2nd Mountain Division (Wehrmacht)

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2nd Mountain Division
2. Gebirgs-Division
2nd Mountain Division logo.svg
Unit insignia
Active October 1938 – 8 May 1945
Country  Germany
Allegiance Adolf Hitler
Branch Heer
Type Gebirgsjäger
Role Mountain warfare
Size Division
Engagements World War II

The 2nd Mountain Division (German: 2. Gebirgs Division) was a Gebirgsjäger division of the Heer (German Army) which served in World War II, mainly in the northern sector of the Eastern Front, near the Arctic. Formed in 1938, the division was disbanded at the end of the war in 1945.

Operational history[edit]

Following the Anschluss, the annexation of Austria by Nazi Germany in March 1938, the 2nd Mountain Division was formed on 1 April 1938, with personnel of the 6th Division of the Austrian Army. Based at Innsbruck, part of Wehrkreis XVIII (military district XVIII), most of its men were from the Tyrol region of Austria.[1]

Commanded by Generalleutnant (Lieutenant General) Valentin Feurstein, it fought as part of Army Group South during the Invasion of Poland and then took part in Operation Weserübung, the Norwegian Campaign in 1940. It carried out a cross country march to rescue the 3rd Mountain Division, which was under siege from British forces during the Battles of Narvik.[1]

The division moved into Lapland as part of Mountain Corps Norway in 1941, to participate in Operation Silberfuchs (Operation Silver Fox), the attack on the Soviet Arctic as part of Operation Barbarossa. It drove for Murmansk but was unsuccessful in the face of strong Soviet defence. It continued to serve in the Arctic region until late 1944, when the Finns negotiated the Moscow Armistice with the Soviet Union. The division had to withdraw to Norway, fighting off Soviet forces as it did so. Back in mainland Europe, its depleted infantry regiments were brought back up to strength.[1]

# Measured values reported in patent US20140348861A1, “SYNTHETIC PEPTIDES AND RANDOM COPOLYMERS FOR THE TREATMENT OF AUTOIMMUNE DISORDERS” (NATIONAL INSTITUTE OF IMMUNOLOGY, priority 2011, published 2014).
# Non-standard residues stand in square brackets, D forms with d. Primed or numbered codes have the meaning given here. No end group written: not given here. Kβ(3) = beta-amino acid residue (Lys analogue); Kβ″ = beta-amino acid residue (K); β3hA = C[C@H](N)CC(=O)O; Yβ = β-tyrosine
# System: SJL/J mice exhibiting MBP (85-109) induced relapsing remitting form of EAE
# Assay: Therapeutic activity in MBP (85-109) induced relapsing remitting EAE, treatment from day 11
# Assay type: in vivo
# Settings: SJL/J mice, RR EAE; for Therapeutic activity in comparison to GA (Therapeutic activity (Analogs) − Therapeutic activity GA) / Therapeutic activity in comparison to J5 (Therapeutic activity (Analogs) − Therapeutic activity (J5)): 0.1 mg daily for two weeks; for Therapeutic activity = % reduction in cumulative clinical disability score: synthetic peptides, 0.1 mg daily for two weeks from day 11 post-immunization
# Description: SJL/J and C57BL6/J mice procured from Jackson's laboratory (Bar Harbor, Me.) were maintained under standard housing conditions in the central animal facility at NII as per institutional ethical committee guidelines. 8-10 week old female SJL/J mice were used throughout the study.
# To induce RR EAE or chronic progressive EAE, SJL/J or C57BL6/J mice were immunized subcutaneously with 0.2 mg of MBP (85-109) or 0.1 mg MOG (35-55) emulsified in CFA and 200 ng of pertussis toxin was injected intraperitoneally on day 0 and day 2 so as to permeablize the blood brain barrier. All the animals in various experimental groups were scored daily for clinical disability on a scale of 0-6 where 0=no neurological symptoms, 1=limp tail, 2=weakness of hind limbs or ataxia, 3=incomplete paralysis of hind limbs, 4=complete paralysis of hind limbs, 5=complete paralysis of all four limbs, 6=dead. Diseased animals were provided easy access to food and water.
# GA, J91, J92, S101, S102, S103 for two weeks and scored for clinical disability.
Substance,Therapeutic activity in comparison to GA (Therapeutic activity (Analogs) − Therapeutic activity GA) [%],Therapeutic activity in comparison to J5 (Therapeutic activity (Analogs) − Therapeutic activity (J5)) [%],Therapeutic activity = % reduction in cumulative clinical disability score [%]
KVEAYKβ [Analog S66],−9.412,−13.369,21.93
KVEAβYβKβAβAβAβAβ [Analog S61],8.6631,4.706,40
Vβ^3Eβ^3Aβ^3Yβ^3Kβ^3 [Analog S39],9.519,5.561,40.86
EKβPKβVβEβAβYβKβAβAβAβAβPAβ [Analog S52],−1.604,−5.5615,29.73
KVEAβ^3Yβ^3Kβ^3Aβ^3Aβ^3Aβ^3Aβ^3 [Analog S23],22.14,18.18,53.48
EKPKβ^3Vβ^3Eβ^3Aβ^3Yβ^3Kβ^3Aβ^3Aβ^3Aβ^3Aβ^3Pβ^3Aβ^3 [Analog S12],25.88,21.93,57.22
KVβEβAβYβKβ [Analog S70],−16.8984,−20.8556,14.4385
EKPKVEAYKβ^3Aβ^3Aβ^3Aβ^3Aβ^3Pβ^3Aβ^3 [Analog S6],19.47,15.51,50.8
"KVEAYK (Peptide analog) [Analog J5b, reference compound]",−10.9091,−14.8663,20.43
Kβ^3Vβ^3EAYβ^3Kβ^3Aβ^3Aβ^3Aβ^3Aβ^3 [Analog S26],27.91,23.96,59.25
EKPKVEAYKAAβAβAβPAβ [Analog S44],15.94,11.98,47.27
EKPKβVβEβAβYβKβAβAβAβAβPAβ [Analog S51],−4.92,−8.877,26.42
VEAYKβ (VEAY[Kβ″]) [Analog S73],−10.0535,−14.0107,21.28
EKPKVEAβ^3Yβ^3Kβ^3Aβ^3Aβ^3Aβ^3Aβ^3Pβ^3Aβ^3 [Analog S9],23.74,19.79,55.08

In 1945, the division was transferred to the Western Front, where it fought in the Saar-Moselle Triangle against US troops. During this period, its commander, Generalleutnant Hans Degen, was wounded and had to be replaced by Generalleutnant Willibald Utz. While earlier in the war it was considered an elite unit, the 2nd Mountain Division was well below strength and combat effectiveness. It finished the war in Württemberg where Utz surrendered it to the Western Allies.[1]

Commanding officers[edit]

The following officers commanded the division:[1]

Notes[edit]

  1. ^ a b c d e f Mitcham 2007, pp. 263–264.

References[edit]

  • Mitcham, Samuel W. (2007). German Order of Battle: 291st–999th Infantry Divisions, Named Infantry Divisions, and Special Divisions in WWII. 2. Mechanicsburg, PA, United States: Stackpole Books. ISBN 978-0-8117-3437-0.